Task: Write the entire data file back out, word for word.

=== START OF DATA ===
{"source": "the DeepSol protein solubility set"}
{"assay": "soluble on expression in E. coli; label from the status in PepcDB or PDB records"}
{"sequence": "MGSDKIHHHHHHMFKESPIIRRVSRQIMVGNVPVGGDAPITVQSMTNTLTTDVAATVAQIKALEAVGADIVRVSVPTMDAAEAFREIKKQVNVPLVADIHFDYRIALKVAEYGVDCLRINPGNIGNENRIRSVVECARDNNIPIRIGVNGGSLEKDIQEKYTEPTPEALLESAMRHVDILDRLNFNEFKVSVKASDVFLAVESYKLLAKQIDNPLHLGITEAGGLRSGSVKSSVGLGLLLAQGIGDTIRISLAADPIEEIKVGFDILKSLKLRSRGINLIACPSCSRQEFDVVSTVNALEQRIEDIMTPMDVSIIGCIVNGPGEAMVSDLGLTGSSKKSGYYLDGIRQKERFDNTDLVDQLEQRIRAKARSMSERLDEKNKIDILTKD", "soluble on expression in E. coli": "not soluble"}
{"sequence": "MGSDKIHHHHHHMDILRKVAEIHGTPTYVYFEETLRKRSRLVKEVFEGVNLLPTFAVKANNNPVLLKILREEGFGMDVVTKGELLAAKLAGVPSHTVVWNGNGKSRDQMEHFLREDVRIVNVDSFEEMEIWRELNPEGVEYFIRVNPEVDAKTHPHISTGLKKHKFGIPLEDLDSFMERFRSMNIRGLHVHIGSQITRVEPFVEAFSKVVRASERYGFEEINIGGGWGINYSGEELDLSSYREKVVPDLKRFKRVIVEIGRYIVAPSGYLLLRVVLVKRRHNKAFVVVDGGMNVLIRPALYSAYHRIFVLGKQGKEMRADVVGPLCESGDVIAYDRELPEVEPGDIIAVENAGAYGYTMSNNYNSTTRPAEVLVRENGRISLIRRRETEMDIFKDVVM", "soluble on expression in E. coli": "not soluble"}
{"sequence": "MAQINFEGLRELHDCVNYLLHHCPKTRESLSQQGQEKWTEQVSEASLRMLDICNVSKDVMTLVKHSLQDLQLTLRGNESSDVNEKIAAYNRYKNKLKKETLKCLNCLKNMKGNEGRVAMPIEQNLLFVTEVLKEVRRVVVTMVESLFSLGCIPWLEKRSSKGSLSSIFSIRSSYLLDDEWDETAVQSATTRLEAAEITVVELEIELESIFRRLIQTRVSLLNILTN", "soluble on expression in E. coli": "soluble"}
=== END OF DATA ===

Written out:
{"source": "the DeepSol protein solubility set"}
{"assay": "soluble on expression in E. coli; label from the status in PepcDB or PDB records"}
{"sequence": "MGSDKIHHHHHHMFKESPIIRRVSRQIMVGNVPVGGDAPITVQSMTNTLTTDVAATVAQIKALEAVGADIVRVSVPTMDAAEAFREIKKQVNVPLVADIHFDYRIALKVAEYGVDCLRINPGNIGNENRIRSVVECARDNNIPIRIGVNGGSLEKDIQEKYTEPTPEALLESAMRHVDILDRLNFNEFKVSVKASDVFLAVESYKLLAKQIDNPLHLGITEAGGLRSGSVKSSVGLGLLLAQGIGDTIRISLAADPIEEIKVGFDILKSLKLRSRGINLIACPSCSRQEFDVVSTVNALEQRIEDIMTPMDVSIIGCIVNGPGEAMVSDLGLTGSSKKSGYYLDGIRQKERFDNTDLVDQLEQRIRAKARSMSERLDEKNKIDILTKD", "soluble on expression in E. coli": "not soluble"}
{"sequence": "MGSDKIHHHHHHMDILRKVAEIHGTPTYVYFEETLRKRSRLVKEVFEGVNLLPTFAVKANNNPVLLKILREEGFGMDVVTKGELLAAKLAGVPSHTVVWNGNGKSRDQMEHFLREDVRIVNVDSFEEMEIWRELNPEGVEYFIRVNPEVDAKTHPHISTGLKKHKFGIPLEDLDSFMERFRSMNIRGLHVHIGSQITRVEPFVEAFSKVVRASERYGFEEINIGGGWGINYSGEELDLSSYREKVVPDLKRFKRVIVEIGRYIVAPSGYLLLRVVLVKRRHNKAFVVVDGGMNVLIRPALYSAYHRIFVLGKQGKEMRADVVGPLCESGDVIAYDRELPEVEPGDIIAVENAGAYGYTMSNNYNSTTRPAEVLVRENGRISLIRRRETEMDIFKDVVM", "soluble on expression in E. coli": "not soluble"}
{"sequence": "MAQINFEGLRELHDCVNYLLHHCPKTRESLSQQGQEKWTEQVSEASLRMLDICNVSKDVMTLVKHSLQDLQLTLRGNESSDVNEKIAAYNRYKNKLKKETLKCLNCLKNMKGNEGRVAMPIEQNLLFVTEVLKEVRRVVVTMVESLFSLGCIPWLEKRSSKGSLSSIFSIRSSYLLDDEWDETAVQSATTRLEAAEITVVELEIELESIFRRLIQTRVSLLNILTN", "soluble on expression in E. coli": "soluble"}